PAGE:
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ALTA, CA, April 13, 2022 — Placer Land Trust and the Colfax-Todds Valley Consolidated Tribe of the Colfax Rancheria are pleased to announce the return of land to the Tribe from whom it was unjustly taken over a century ago.
Placer Land Trust acquired 40 acres of forestland above the North Fork American River near Alta in December 2020, and this week transferred ownership to the Colfax-Todds Valley Consolidated Tribe. The Tribe is comprised of Nisenan, Maidu and Miwok people of the Sierra Nevada mountains and foothills of Placer County, and the Tribe considers this Alta land to be part of its ancestral homelands.
“Placer Land Trust is committed to working with willing landowners and conservation partners to protect and care for land in a way that’s inclusive and equitable, and a big part of that is working with Native American Tribes who have an extremely long and deep relationship to the land,” says Placer Land Trust Executive Director Jeff Darlington. “We can’t undo the injustices done to Tribes in the past, but we can partner with local Tribes today to facilitate their connection to land. And in this case we’re very grateful to be able to return ownership of this specific land back to the Tribe — forever.”
Owning and managing natural land in its homelands supports the Tribe’s effort to restore federal recognition, and this property’s location on Moody Ridge above Green Valley with views of the river below and the Sierra Nevada above provides a fitting place to put traditional cultural and ecological knowledge into practice and host educational activities for the Tribe and the public at large. Grinding rocks on the Preserve are a reminder that this land was a Tribal food gathering and preparation site for generations.
“For a long time, Tribes in California have lost land,” says Tribal Chairman Clyde Prout III. “Having a piece of land actually come back to the Tribe, where we can utilize our traditional cultural stewardship practices and have a place to gather – it’s huge. Now we have a place where we can keep our traditions going.”
The Preserve will now be known as “Yo’ Dok’im Pakan – Gerjuoy North Fork Preserve”. “Yo’ Dok’im Pakan means ‘North Fork Spring’ in Nisenan,” says Prout. “It’s important to speak the language of the area and pay homage to the people who were here and are still here. These lands, plants, and animals remember the Nisenan language, and this name honors the area and what the land offers.”
The Preserve is home to an incredible diversity of wildlife, from large mammals such as bear, deer, bobcat, and coyote — to reptiles, amphibians, birds, and insects. It contains a mixed oak and conifer forest, a vibrant spring, small seasonal waterfall, and several large rock outcrops. The property is also a key piece within a large block of public lands and privately conserved lands along and above the North Fork American River near the Green Valley Trail.
The prior landowner, Neil Gerjuoy, delayed his plans to sell the land for development in order to work with Placer Land Trust for a conservation outcome. Placer Land Trust obtained grant funding from the State of California Wildlife Conservation Board (WCB) and was able to purchase the land for its fair market value in December 2020. Both Mr. Gerjuoy and WCB are in support of this land transfer, the first of its kind in California where WCB funded an acquisition by a local land trust and approved a subsequent transfer to a local Native American Tribe.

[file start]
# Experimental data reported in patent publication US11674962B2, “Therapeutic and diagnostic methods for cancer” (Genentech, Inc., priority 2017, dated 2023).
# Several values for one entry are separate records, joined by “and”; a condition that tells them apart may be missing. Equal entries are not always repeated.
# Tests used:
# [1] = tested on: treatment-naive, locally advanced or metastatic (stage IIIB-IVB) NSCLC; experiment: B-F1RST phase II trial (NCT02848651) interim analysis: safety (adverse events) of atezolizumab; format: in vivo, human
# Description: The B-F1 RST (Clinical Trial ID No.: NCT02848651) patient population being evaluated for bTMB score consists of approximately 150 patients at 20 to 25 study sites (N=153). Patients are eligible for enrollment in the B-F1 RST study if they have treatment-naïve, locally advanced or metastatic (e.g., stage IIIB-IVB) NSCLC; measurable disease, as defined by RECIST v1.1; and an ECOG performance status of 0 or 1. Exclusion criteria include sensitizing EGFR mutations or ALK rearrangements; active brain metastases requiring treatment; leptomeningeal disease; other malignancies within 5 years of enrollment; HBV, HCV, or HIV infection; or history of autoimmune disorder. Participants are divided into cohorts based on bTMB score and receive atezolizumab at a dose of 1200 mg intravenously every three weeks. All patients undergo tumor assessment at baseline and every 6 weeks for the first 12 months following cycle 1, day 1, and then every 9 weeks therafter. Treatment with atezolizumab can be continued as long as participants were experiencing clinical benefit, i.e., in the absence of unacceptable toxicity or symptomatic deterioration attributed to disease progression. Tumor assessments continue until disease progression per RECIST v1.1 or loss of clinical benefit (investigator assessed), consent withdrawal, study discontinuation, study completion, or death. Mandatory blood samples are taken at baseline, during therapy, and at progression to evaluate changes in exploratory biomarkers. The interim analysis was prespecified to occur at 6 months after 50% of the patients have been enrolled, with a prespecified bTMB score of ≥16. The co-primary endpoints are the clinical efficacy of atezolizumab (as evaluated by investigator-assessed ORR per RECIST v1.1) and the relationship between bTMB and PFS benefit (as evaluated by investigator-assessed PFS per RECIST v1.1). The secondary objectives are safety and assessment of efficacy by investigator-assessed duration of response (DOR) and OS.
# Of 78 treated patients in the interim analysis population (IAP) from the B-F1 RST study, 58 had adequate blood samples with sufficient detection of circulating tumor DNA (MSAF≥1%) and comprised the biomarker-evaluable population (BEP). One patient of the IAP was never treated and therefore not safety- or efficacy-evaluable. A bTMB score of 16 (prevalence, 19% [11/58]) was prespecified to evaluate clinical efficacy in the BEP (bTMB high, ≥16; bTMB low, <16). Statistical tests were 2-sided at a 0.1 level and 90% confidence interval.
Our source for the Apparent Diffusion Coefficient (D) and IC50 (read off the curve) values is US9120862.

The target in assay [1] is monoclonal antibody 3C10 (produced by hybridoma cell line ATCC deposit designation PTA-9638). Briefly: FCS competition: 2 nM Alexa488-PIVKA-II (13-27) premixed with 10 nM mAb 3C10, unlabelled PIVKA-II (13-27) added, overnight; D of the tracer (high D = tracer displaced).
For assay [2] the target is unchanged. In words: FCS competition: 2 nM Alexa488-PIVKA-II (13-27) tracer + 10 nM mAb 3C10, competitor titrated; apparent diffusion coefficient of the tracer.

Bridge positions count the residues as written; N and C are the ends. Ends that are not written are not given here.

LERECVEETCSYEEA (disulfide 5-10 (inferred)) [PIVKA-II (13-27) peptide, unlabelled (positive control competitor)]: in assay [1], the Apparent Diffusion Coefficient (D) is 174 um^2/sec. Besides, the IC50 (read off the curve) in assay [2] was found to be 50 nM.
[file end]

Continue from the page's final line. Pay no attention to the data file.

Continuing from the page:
“The Wildlife Conservation Board is proud to be part of this important project supporting collaboration between the Colfax-Todds Valley Consolidated Tribe and Placer Land Trust to steward the Yo’ Dok’im Pakan – Gerjuoy North Fork Preserve,” says Rebecca Fris, WCB Assistant Executive Director.
The transfer of this land does not change any of the protections that exist on the Preserve. The Preserve is now owned by the Tribe’s nonprofit Koy’o Land Conservancy; Prout is CEO, Tribal members make up its Board of Directors, and its mission is to restore traditional homelands to tribal ownership and maintain its lands through cultural practices and traditions. The Koy’o Land Conservancy will assume the obligations of the WCB grant agreement and deed restrictions that prohibit development and ensure that the Preserve is forever protected as open space.
With the financial support of Mr. Gerjuoy, Placer Land Trust was able to provide the Conservancy with a grant for ongoing stewardship of the Preserve. And the two nonprofits have agreed to continue to partner for the foreseeable future, starting with monitoring the property together for the first three years.
“We plan to learn from each other and listen to what the land has to tell us,” says Darlington. “This land donation isn’t a beginning or an end, it’s an important milestone in our ongoing work to diversify and bring more justice into land conservation. And like this Preserve, that is here to stay.”